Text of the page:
Are property rights merely a tool of the market economy, disempowering those with the least in rural places and further lining the pockets of those with the most? Most rural scholarship, on the aggregate, argues that yes, property rights dispossess the many in favor of the few. We, though, find the situation to be much more nuanced in our analysis of U.S. right-to-farm laws, the first of its kind. An overlooked dimension of property rights—the capacity to claim trespass on property through nuisance—enables rural people to defend their rights to clean air and water and the use and enjoyment of their property in the face of large-scale, industrial agricultural operators. Our analysis of statutes in all 50 U.S. states finds that right-to-farm laws, while largely purported to defend family farmers, reduce rural people's capacity to protect their land through nuisance actions in defense of their environmental, health, and community rights. We argue that property rights, when properly protected from nuisance, can help rural people push back against the market economy in defense of their health and environmental rights when other political means falter. Recognizing as much helps reveal a relationship between property rights and justice that currently is overlooked by rural scholars.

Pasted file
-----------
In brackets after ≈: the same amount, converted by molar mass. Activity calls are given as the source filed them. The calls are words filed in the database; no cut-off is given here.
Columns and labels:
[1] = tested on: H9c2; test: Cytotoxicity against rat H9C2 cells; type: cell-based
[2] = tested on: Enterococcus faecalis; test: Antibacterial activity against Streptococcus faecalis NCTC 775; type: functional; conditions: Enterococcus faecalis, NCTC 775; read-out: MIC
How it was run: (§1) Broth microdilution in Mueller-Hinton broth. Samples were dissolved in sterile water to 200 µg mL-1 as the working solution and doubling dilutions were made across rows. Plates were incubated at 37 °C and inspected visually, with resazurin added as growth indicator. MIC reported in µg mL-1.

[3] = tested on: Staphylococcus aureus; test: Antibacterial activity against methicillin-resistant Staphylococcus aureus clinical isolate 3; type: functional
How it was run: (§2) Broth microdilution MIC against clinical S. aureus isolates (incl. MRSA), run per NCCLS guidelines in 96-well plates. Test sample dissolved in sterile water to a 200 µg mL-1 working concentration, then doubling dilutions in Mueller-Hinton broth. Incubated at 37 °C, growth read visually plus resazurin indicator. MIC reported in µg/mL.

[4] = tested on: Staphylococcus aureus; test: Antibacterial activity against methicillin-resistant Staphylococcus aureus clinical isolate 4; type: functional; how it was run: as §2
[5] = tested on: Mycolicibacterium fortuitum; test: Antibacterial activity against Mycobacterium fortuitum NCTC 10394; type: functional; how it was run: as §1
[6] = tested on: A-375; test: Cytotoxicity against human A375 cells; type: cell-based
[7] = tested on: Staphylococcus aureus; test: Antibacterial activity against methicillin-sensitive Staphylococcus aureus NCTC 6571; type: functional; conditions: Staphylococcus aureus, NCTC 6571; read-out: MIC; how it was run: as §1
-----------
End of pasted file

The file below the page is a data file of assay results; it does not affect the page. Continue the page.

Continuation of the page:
Ashwood, L., Diamond, D., & Walker, F. (2019). Property rights and rural justice: A study of U.S. right-to-farm laws. Journal of Rural Studies, 67, 120–129. https://doi.org/10.1016/j.jrurstud.2019.02.025